Yechury's Intervention In Discussion On President's Address
?ARCHITECTURE Of INCLUSIVE GROWTH?:
36 Billionaires & 80 Crore Impoverished
The following are excerpts of the speech delivered by Sitaram Yechury in Rajya Sabha on March 03, 2008 while participating in the discussion on the motion of thanks for president's address.
WE are supporting this government not only on the explicit understanding of wishing to keep the communal forces and combination away from power but also on the basis of a Common Minimum Programme. This CMP contains a large number of issues, which, we think, are very important for the future of both the country and the people. And, this is the only year left for this government to implement this Common Minimum Programme. I think, in that, there have been a large number of omissions and a large number of weaknesses that need to be overcome, and, in this year, we hope, that the government will be able to overcome to implement this CMP.
And what needs to be done for that is precisely what I would like to concentrate on. I would like to begin with the preamble of the president's speech, which says, "The measures taken by my government for creating the necessary architecture of inclusive growth". The architecture of inclusive growth is a noble idea. But what has been the reality and what is the reality in our country today? If there is any architecture that I can see today or the people can see today, there is the architecture of an economic bipolarity in India. It is this economic bipolarity in India where, on the one hand, you see what the international magazine, Forbes, today is saying, that there are 36 billionaires in our country. According to our own statistics, there are 48 billionaires in our country. They are all the US dollar billionaires and not on the basis Indian rupees. I have nothing against them. But, while that is happening, this 36, according to Forbes, have a net estimated asset value of 25 per cent of India's GDP. Just 36 individuals! On the other hand, my esteemed colleague, Arjun Sengupta, the committee headed by him, has given the statistics that 77 per cent of India is living on an income of less than Rs 20 a day! 36 individuals with 25 per cent of GDP and 77 per cent of India, nearly 800 million, or 80 crores, living on less than Rs 20 a day! This is the economic bipolarity that we are seeing in our country.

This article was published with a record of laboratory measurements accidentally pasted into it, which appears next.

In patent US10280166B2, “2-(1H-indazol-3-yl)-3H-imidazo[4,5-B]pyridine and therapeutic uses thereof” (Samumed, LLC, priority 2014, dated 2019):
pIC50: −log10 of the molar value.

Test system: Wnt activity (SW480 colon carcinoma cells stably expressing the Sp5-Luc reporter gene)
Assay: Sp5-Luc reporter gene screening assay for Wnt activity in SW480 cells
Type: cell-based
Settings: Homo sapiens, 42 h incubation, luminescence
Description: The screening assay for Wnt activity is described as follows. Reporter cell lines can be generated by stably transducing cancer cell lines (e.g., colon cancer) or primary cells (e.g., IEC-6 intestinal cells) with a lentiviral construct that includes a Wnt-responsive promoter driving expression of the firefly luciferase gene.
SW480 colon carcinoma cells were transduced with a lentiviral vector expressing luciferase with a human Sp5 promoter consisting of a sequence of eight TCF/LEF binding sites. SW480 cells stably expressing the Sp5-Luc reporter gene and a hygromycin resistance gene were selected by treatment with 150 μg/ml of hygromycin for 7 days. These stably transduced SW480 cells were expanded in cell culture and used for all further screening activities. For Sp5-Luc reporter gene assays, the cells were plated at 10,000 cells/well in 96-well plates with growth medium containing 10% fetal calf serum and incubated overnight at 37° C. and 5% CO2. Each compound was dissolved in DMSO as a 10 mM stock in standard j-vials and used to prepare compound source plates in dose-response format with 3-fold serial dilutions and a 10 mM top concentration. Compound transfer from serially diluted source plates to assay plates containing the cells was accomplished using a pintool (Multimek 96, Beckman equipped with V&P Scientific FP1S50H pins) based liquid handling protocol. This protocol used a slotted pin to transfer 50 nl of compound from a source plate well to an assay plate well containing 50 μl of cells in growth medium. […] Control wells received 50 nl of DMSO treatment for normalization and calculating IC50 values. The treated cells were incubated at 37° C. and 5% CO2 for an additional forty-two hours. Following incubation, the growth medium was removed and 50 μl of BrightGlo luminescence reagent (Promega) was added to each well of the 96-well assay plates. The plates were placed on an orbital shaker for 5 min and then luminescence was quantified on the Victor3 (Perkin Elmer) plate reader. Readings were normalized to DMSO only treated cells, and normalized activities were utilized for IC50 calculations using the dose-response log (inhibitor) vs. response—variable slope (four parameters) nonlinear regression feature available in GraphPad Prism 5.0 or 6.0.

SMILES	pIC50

If you have the 'shining India' on the one side, there is a 'suffering India' on the other side. It is this gap between shining India and suffering India that is widening. This is not the architecture of inclusive growth. This is the architecture of exclusion of a majority of my people or the majority of the Indian people. It is this architecture that has to be changed. Therefore, when we talk of bipolarity, we are used to the fact that in the international atmosphere, bipolarity was always associated with the Cold War. But, in India, you are developing a domestic bipolarity which, instead of being a cold war, is actually turning out to be a hot peace. Why am I using 'hot peace'? It is because tensions are growing. The economic inequalities are widening. If this is not corrected, all the visions that we may have of building a better India or building a better future and all the potential that we have today, I think, we will only be wasting them. This course correction will have to be brought about by this government. That is why, I am a little disappointed with the first few paragraphs, 1 to 12 to be precise, of the various economic measures that the president has outlined.